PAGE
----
Widespread throughout the world, parsley is respected both for its pleasant taste and for its decorative appearance. This spice is a real vault of vitamin K, which is where its beneficial effect on the body comes from.

 

10 grams of the aromatic plant not only contain 0% calories, but also give over 150% of the recommended daily dose of vitamin K. This essential vitamin serves the body in various ways: protects bones from fractures, prevents calcification of arteries and protects the liver and prostate from some forms of cancer, but it is best known for helping blood to clot normally. In fact, its name comes originally from the German word koagulation - blood clotting.


 

However, parsley should not be overdone, especially during pregnancy , because in larger quantities it has a urethrotonic effect, which can cause trouble.

 

Smokers should respect parsley, not only because it can improve the quality of their breath, but also because it counteracts, at least to some extent, their harmful habit. The vegetable oils it contains, such as myristicin, have been shown to act as chemical protectors of the lungs, helping to neutralize carcinogens such as benzopyrene, part of cigarette smoke.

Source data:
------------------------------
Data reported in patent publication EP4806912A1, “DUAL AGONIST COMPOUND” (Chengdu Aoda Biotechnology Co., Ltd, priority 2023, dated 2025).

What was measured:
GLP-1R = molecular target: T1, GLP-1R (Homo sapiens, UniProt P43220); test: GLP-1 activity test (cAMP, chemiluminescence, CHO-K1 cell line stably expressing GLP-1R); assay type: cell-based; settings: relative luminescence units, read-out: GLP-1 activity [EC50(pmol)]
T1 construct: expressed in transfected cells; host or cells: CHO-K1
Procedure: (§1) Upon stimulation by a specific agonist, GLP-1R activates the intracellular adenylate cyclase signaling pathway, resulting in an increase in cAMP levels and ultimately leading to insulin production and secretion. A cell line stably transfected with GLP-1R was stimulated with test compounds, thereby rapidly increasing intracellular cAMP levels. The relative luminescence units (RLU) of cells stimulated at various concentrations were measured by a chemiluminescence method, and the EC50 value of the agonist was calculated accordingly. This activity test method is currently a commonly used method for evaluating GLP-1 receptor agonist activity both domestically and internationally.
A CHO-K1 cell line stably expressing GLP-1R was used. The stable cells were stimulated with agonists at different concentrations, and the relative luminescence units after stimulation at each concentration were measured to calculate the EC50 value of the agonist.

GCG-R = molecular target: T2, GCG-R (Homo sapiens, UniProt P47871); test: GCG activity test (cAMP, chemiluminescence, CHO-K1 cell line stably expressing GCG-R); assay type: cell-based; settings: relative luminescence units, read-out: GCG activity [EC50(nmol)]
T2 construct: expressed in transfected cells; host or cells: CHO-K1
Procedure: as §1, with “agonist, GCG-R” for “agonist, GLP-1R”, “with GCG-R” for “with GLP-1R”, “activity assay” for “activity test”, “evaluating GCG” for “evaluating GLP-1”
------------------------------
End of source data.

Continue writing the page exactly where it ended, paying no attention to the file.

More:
Parsley also contains vitamins A and C, beta-carotene and folic acid - a vitamin of the B group, which plays an important role in the normal function of the cardiovascular system. The flavonoid luteolin, which is also present in stable amounts, is an antioxidant, a true free radical scavenger and a modulator of the immune system.

 

It is always advisable to choose fresh parsley over dried parsley, but this is only due to the taste factor. Fresh parsley should be firmly green in color and dense and brittle. Faded and yellowed twigs and leaves should be avoided, as this is an indication of pesticide damage or rot. Parsley should always be washed thoroughly under running water before consumption or storage in the refrigerator.